Reflections on Nikolas Ventourakis’ Rituals for our Safety
This show is open 4-22 March, Tuesday- Saturday, 10am-3pm
The Blitz Residency Programme invites international artists to live in Malta for a month, to explore the islands through their work.’The Blitz Residency Programme is a core strand of its artistic and public programme, created to facilitate a long-term, international artistic cultural exchange, while fortifying [Blitz’s] role as cultural incubator and advocate organisation for contemporary art practice in Malta.‘
For his residency show, Ventourakis produced photographs for this exhibition—rational, no-nonsense documentary photography—that deal with ‘notions of safety; of how opposite and contradictory visions of safe spaces are part of contemporary, political discourse.’
Notions of safety are interesting as, although fundamental to our social and individual lives, they are subtly and effectively concealed. Great value is attached to being safe in our everyday lives—in reality notions of safety are one of the bases on which our biological, social and intellectual evolution was and is dependent. Just think of why having a home is important, or of the economic discrepancy that exists between places that are perceived as unsafe and those perceived as safe.
In this residency show Ventourakis explores the tangible, everyday notions of safety, from the bastion to the safety tape, from the symbolic to the biological. It can be said that Malta has a particular relationship with notions of safety: that which made it strategically important due to its geography, made it equally vulnerable.
All the photographic subjects have one thing in common: the physical and symbolic manifestations of safety—walls, borders, signage, icons of authority—and the powers that exert control over access and non-access.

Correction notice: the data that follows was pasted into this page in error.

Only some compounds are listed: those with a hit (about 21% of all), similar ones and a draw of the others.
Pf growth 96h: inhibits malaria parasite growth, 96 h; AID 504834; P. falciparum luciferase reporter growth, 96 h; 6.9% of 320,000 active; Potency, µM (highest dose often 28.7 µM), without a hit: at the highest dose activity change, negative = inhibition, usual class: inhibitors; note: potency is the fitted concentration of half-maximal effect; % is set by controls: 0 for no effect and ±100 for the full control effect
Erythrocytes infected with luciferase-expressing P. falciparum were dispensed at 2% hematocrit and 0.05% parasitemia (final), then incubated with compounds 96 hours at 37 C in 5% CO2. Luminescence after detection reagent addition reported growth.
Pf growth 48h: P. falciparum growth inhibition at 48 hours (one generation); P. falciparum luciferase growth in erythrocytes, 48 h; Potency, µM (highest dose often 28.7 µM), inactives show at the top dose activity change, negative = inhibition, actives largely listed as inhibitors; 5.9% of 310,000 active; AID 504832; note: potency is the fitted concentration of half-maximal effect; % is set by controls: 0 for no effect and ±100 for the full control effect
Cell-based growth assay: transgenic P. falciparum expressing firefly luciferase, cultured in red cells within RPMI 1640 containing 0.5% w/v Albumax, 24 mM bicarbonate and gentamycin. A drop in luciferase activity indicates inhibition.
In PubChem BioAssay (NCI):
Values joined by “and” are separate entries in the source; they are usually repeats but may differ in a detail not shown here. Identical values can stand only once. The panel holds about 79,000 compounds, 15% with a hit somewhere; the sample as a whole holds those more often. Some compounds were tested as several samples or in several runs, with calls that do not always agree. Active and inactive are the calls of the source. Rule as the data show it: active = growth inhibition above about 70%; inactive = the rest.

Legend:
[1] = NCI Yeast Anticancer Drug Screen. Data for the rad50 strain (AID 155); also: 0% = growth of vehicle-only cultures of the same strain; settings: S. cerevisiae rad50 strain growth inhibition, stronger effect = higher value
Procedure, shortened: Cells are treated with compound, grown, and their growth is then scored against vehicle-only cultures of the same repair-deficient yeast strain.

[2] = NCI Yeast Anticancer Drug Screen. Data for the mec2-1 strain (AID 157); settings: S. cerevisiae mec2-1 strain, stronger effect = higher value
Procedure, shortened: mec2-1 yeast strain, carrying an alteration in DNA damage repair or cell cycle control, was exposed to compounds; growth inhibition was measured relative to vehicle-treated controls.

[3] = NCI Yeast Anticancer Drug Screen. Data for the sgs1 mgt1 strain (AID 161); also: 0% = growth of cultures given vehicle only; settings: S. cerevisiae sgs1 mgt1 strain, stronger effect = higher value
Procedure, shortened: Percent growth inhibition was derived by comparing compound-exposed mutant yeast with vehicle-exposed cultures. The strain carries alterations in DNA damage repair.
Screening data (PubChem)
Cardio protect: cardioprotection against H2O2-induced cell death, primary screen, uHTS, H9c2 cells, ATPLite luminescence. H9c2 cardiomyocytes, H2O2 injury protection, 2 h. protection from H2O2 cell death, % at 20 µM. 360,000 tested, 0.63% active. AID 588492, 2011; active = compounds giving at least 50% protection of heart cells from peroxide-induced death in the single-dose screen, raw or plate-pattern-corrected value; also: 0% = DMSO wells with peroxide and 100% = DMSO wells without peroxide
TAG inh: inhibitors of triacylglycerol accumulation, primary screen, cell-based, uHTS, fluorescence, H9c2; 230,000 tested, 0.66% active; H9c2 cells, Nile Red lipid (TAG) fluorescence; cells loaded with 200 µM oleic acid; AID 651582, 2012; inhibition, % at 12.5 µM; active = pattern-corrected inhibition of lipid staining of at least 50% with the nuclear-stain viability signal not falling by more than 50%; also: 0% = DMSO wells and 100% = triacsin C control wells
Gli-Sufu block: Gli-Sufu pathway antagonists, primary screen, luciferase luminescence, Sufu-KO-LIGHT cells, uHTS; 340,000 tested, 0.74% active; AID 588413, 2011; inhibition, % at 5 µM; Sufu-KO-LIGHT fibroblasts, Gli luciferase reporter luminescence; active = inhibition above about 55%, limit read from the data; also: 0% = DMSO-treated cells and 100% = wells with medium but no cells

In a sense the photographs document the invisible hands of the authority, the written law that demands for our safety and the protocols, structures and systems set in place for the exercising of power over ‘our safety’.
The value of safety also extends to ideas of moral safety. In the exhibition Ventourakis puts up a curtain over a picture of a rock fissure, easily associated with the vulva; a clear link to moral safety. Suggestively, our clothes, drapery, curtains, blinds and textiles have these underlying notions of personal, moral safety; to protect the virtues set in place by society.
Even the bastions, despite their blank impassive disposition, were in a sense, historically protectors of morality. They were erected to keep out the infidels and in part became symbols of Christian power and wealth. The impenetrability of the fortifications becomes more than a physical presence—it is the presence of Christian virtue, the invisible hand of god protecting his people from evil.
The lion, a symbol of male authority, protection, power, dominance and sometimes, divinity (companion to St.Mark), exerts notions of safety through presence. Even today the lion is set outside houses, on the low walls surrounding porches. The figure of the lion makes a statement of territorial dominance over which it exerts its power and offers safety, a warning, again fending off evil.
The theories of Michel Foucault are hugely relevant to this body of work, as safety is an institutionalised aspect of our lives (in reality, what isn’t?).
We encourage you to visit the show at Blitz, which is situated at no. 68, St. Lucy Street, Valletta.
tl:dr—Ventourakis marvellously captures the invisible hand of the structures and systems that control our safety, and how they affect our own personal notions of safety.